NASA’s Jet Propulsion Laboratory will provide daily weather reports for Mars, thanks to the Red Planet’s newest robotic resident, InSight, mission scientists announced on Thursday.
“The InSight lander is close to the Martian equator — just north of the equator — so it is experiencing Martian winter,” said Don Banfield, the mission’s lead for the lander’s Auxiliary Payload Subsystem (APSS).
APSS is a suite of meteorological sensors on the lander’s deck that also helps with quake detection.
“For our mission, APSS will help us filter out noise in our data and know when we’re seeing a Mars quake and when we aren’t,” said Banfield, a principal research scientist at Cornell University in the U.S.
“But by operating continuously, we’ll also see a more detailed view of the weather than most surface missions, which usually collect data for just a few hours at a time,” Banfield said in a statement.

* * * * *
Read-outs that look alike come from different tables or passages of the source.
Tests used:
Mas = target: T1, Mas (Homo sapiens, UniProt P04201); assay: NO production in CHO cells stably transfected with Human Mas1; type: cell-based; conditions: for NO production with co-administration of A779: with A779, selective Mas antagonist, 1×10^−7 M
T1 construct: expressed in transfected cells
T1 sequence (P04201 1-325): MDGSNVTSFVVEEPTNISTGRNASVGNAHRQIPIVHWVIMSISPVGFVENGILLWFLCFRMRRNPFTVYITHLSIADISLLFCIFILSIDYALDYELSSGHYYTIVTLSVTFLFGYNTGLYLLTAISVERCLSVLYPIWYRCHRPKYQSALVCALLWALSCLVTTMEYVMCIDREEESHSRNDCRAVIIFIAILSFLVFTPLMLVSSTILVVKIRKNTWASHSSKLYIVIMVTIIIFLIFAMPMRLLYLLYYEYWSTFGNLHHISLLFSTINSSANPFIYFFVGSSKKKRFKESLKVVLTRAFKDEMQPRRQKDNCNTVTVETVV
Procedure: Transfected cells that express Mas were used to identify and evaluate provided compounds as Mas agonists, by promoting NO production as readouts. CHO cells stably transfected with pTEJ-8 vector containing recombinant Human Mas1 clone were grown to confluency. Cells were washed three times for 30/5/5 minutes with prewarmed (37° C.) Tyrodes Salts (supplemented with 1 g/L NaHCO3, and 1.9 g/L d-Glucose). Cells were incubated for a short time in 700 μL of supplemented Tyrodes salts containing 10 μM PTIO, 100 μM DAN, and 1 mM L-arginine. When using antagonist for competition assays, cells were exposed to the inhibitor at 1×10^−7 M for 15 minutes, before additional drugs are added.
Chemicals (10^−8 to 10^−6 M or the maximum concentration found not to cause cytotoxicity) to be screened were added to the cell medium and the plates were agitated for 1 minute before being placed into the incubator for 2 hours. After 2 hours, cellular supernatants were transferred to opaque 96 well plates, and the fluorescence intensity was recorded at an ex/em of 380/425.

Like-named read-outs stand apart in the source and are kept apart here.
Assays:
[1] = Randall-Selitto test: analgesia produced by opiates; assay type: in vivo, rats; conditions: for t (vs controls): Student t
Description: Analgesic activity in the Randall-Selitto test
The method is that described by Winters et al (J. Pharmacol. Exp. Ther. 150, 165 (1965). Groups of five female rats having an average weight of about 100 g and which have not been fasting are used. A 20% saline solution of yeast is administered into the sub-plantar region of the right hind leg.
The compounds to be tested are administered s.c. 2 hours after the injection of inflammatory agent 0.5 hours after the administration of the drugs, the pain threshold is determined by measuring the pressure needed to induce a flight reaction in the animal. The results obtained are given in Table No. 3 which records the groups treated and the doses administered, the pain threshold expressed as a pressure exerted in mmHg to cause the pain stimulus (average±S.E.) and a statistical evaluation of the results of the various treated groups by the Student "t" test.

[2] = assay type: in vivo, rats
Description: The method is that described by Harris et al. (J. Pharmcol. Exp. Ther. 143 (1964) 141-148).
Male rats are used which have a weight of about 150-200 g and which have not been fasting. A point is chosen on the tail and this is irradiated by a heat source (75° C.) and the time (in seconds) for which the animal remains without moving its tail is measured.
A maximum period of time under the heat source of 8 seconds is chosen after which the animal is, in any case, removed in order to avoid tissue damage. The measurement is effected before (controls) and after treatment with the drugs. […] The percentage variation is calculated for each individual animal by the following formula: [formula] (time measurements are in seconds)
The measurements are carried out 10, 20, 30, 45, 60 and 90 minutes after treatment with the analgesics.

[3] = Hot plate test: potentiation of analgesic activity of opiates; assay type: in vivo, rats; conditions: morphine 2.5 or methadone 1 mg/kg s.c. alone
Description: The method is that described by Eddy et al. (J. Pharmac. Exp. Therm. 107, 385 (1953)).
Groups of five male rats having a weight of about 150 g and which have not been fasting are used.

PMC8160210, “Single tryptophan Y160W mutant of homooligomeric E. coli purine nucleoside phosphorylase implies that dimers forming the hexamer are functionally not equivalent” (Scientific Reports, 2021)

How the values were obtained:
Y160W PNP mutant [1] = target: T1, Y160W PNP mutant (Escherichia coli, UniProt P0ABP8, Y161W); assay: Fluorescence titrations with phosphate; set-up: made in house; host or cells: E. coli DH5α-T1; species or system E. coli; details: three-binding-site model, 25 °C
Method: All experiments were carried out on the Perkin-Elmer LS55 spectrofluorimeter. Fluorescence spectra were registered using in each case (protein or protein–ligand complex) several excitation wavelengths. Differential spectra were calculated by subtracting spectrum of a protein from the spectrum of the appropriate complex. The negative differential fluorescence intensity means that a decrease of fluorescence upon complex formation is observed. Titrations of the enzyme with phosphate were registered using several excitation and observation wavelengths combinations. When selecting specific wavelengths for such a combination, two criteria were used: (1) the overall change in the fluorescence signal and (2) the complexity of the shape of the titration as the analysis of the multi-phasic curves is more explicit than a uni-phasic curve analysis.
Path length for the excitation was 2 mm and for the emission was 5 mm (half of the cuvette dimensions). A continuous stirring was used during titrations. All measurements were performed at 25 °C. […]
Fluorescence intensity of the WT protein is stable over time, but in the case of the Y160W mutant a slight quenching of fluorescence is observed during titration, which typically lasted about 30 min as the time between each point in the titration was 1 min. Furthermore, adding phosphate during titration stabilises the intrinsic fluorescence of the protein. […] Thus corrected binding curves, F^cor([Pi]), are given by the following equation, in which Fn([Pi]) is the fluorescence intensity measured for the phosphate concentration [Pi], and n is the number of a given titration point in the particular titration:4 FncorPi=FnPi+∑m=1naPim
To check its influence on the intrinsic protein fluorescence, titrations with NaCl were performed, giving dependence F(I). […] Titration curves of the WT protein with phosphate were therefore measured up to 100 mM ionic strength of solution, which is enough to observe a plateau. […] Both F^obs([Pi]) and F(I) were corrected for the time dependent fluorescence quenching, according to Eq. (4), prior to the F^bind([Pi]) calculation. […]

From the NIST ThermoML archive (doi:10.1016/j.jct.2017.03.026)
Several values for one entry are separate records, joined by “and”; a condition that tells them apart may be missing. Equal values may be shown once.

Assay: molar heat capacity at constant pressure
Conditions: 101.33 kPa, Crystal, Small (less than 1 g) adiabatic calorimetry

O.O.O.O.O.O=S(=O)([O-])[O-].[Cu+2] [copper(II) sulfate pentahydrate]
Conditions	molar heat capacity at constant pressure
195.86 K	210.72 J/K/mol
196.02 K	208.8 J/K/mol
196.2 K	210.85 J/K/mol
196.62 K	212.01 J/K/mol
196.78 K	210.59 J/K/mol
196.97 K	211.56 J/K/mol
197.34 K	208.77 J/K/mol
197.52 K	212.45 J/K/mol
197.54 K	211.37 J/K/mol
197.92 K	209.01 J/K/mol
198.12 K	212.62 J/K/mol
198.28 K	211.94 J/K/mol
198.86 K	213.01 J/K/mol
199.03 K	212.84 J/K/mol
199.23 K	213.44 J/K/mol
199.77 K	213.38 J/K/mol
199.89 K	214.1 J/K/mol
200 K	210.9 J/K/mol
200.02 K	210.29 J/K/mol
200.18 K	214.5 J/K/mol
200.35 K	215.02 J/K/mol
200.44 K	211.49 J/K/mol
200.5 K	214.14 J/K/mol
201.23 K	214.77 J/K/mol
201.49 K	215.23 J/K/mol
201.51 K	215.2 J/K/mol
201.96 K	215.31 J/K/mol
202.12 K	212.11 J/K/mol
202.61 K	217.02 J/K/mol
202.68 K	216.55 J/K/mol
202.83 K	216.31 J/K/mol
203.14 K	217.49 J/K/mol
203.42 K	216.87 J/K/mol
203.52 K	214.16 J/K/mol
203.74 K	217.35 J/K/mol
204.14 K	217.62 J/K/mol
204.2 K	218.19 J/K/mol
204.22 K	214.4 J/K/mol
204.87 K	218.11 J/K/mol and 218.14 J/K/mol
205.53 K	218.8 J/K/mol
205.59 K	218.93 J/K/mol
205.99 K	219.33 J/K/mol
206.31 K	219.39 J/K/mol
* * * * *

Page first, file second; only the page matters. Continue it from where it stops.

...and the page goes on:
Currently, Mars’ northern hemisphere sits in winter — the stormy season, researchers said.
“Since the lander is close to the equator, I did not think we would see any evidence of the storms that are 60-degrees north latitude, but we are already seeing evidence of the high and low pressure-signal waves that create weather on Mars,” Banfield said.
“We can see those waves all the way down near the equator, as the waves are big enough that they have a signature. That was a surprise,” he said in a statement.